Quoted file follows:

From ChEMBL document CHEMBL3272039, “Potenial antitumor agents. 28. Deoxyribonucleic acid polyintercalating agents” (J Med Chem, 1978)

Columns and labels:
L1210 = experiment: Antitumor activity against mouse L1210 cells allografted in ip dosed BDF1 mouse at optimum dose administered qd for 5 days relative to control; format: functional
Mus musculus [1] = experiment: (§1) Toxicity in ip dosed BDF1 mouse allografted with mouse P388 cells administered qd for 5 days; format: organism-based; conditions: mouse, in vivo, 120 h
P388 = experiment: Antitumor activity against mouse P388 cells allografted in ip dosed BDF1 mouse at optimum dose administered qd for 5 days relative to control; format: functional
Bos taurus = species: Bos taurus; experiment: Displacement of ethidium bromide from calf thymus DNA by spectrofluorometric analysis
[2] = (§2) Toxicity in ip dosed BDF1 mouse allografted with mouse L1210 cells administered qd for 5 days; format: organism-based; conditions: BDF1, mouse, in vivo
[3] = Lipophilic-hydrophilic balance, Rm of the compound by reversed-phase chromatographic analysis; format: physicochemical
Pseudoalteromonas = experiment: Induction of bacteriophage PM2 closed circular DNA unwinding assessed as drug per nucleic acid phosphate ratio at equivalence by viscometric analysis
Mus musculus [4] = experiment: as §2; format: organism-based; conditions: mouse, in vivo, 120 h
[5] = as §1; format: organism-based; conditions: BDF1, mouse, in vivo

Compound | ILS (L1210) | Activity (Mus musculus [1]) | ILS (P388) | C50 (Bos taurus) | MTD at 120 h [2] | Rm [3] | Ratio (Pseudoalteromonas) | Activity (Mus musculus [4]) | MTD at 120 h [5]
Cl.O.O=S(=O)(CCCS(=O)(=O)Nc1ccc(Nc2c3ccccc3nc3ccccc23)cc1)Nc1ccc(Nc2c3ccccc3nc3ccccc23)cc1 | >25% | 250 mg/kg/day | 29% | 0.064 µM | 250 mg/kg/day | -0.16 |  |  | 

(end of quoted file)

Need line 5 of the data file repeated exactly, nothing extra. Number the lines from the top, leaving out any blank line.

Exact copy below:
P388 = experiment: Antitumor activity against mouse P388 cells allografted in ip dosed BDF1 mouse at optimum dose administered qd for 5 days relative to control; format: functional